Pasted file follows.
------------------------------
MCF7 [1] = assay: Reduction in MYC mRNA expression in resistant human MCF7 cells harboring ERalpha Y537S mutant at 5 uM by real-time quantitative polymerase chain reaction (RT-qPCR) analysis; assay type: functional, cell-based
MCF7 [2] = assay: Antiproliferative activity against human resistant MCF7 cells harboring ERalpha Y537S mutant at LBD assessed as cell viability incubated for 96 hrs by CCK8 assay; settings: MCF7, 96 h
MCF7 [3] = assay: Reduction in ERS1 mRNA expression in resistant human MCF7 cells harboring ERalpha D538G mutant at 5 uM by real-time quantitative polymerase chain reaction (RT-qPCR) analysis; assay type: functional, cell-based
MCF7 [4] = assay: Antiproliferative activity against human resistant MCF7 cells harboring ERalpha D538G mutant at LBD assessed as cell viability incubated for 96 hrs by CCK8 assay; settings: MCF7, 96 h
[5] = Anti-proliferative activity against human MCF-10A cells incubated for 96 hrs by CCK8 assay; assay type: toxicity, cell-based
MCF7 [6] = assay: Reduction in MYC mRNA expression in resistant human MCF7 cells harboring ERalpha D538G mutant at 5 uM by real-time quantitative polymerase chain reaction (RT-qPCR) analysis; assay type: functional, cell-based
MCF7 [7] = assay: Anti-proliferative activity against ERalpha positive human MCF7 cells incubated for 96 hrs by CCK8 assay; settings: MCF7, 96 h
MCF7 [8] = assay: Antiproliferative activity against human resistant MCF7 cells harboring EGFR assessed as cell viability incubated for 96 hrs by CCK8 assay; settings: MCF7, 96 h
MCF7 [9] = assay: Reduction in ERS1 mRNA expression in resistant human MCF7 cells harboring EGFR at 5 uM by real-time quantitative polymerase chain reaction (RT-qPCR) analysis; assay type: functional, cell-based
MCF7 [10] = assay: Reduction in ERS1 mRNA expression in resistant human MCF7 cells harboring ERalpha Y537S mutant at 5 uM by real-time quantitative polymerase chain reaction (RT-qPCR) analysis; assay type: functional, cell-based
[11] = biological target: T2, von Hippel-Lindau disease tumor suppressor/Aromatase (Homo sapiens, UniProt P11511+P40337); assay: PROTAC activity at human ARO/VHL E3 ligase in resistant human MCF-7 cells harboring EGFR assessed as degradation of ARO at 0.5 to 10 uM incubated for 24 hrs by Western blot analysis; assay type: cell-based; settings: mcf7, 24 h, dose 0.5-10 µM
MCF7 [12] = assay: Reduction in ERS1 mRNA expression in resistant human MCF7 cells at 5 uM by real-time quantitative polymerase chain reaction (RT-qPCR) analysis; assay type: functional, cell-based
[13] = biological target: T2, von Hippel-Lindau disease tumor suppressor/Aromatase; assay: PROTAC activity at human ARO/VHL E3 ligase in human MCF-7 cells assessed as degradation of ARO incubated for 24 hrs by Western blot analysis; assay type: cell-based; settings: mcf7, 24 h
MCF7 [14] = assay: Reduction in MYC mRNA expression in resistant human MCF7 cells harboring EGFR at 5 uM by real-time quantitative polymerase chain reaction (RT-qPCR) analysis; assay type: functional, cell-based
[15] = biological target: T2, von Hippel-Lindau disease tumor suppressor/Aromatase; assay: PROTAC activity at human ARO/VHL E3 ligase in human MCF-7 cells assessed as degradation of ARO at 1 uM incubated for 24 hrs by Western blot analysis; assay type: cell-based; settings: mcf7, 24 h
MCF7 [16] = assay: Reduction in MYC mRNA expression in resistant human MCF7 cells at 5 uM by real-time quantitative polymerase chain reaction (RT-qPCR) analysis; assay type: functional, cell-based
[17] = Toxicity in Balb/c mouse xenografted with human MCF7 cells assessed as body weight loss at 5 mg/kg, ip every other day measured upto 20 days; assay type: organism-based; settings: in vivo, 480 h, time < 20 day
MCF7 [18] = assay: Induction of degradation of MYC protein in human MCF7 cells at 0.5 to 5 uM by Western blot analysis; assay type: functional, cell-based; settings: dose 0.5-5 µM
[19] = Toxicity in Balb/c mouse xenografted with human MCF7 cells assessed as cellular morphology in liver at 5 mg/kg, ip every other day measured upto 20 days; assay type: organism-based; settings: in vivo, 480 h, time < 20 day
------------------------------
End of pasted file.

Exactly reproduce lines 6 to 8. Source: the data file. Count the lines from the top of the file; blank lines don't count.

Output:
MCF7 [6] = assay: Reduction in MYC mRNA expression in resistant human MCF7 cells harboring ERalpha D538G mutant at 5 uM by real-time quantitative polymerase chain reaction (RT-qPCR) analysis; assay type: functional, cell-based
MCF7 [7] = assay: Anti-proliferative activity against ERalpha positive human MCF7 cells incubated for 96 hrs by CCK8 assay; settings: MCF7, 96 h
MCF7 [8] = assay: Antiproliferative activity against human resistant MCF7 cells harboring EGFR assessed as cell viability incubated for 96 hrs by CCK8 assay; settings: MCF7, 96 h